What the f**k is Relevance?

Recently, I’ve had a lot of conversations with people who have talked about wanting to increase the “relevance” of a particular brand or product.

I have a natural aversion to words which have become so overused in the marketing vernacular that they lose all meaning. Or the opposite – words that have gained so many meanings that everyone means something different when they say it.

Words like “salient”, “social”, “engaging”. Relevance is my new hated word.

We all want our advertising to be “relevant” to our consumers. But what does that actually mean?

Let’s look at the dictionary definition of relevance.

Rel·e·vance (noun) Pertinence to the matter at hand.

Relevance (noun) The degree to which something is related or useful to what is happening or being talked about

What do the experts say?

Let’s see what Gorayska and Lindsay reckon (The Roots of Relevance. Journal of Pragmatics, 1993). “Relevance is goal dependent. An item (object, utterance, piece of information) is relevant to a goal if and only if, it can be an essential element of some plan capable of achieving the desired goal”

So relevance is defined by the goal it is in relation to. It doesn’t mean ANYTHING on its own.

If we look for synonyms for “relevance” we get significance, bearing, importance. So if we’re saying we want something to be relevant, it means we want it to be significant or important in some way. But that’s very vague!  Important for who, for what, and why?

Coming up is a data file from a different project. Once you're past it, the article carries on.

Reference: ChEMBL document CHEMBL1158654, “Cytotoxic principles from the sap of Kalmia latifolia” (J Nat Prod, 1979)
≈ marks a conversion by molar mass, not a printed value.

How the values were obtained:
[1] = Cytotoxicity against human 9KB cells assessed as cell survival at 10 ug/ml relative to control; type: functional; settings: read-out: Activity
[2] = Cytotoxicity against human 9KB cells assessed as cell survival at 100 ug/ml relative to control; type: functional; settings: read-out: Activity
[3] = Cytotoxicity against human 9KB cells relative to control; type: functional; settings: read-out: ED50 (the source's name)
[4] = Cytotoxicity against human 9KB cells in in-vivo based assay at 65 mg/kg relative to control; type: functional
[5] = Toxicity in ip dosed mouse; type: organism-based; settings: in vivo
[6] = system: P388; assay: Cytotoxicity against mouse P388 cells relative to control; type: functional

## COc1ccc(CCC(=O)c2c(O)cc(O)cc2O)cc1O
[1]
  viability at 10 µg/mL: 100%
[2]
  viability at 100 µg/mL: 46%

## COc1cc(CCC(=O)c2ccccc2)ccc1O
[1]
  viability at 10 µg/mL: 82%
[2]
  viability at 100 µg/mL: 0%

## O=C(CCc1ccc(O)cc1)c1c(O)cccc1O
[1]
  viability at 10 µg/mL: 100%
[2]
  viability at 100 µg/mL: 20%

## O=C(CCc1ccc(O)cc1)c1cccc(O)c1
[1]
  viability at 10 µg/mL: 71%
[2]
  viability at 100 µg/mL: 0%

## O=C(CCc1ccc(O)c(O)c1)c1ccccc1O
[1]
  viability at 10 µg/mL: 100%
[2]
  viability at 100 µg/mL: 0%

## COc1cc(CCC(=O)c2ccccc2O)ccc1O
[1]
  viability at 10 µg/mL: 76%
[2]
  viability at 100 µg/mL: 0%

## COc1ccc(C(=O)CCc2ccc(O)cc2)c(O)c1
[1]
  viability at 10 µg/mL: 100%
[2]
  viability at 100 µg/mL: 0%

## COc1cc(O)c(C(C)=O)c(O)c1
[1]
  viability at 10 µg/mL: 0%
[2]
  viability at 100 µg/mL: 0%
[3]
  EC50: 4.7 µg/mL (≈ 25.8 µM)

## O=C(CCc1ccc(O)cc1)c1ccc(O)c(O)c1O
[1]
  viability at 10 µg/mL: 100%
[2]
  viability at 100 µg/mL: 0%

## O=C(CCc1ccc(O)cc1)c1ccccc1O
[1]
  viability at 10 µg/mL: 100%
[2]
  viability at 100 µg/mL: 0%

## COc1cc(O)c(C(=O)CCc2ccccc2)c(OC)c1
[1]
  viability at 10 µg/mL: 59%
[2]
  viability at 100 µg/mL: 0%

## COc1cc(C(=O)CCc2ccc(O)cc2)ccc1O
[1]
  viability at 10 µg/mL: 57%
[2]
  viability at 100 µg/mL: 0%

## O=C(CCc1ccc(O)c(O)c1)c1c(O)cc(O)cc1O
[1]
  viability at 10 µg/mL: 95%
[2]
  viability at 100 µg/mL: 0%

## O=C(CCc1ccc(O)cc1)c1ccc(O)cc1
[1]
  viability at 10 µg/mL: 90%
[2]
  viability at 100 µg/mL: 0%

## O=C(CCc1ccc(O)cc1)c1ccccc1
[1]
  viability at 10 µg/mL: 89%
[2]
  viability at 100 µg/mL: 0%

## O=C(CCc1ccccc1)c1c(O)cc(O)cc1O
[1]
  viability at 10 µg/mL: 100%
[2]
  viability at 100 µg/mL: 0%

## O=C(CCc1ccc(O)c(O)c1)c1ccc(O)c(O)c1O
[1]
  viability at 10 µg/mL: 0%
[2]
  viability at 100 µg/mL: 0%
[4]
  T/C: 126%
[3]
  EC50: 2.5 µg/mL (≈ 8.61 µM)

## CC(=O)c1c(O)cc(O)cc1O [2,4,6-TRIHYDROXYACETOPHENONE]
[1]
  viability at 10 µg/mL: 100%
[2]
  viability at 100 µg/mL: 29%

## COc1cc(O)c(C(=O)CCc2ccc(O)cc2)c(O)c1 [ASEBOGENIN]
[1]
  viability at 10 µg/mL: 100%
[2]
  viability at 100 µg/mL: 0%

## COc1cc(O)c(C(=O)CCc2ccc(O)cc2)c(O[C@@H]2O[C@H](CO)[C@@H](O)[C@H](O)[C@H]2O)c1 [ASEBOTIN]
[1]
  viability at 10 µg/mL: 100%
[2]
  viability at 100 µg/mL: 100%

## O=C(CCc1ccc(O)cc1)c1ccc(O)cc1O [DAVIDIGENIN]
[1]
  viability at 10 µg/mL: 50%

We have no idea whether a piece of information or communication or advertising, is relevant to a person, unless we know what their GOAL is.

Lots of different pieces of information could be incredibly relevant in different situations, depending on the goal.

If I’m looking for the best deal on my car insurance, then a price message is exceptionally relevant to me.

If I’m looking for a bank where my money will be safe, then a trust message is very relevant to me.

If I’m looking to give my family the healthiest food, then advertising which communicates health credentials will catch my attention. 

Conversely, if I want a mobile phone network with superior data-download speed, telling me about your text message bundles is irrelevant to me.

So if we want to be “relevant” to our target consumers, it’s very simple. We find out what they specifically want or need – what’s their goal. Then we tailor our communication to talk about how our brand can specifically help them in that goal.  It can be a functional benefit or an emotional benefit, but either way, it’s matched to what they are looking for. 

That’s how we create relevance. But please can we now find a different word for it.

  1. ‘Influence’ or ‘Influencer’ are my bug-bear, for exactly the same reason; they are relative. Yet, like kool-aid, the ad/marketing/comms community seems fixated on them.

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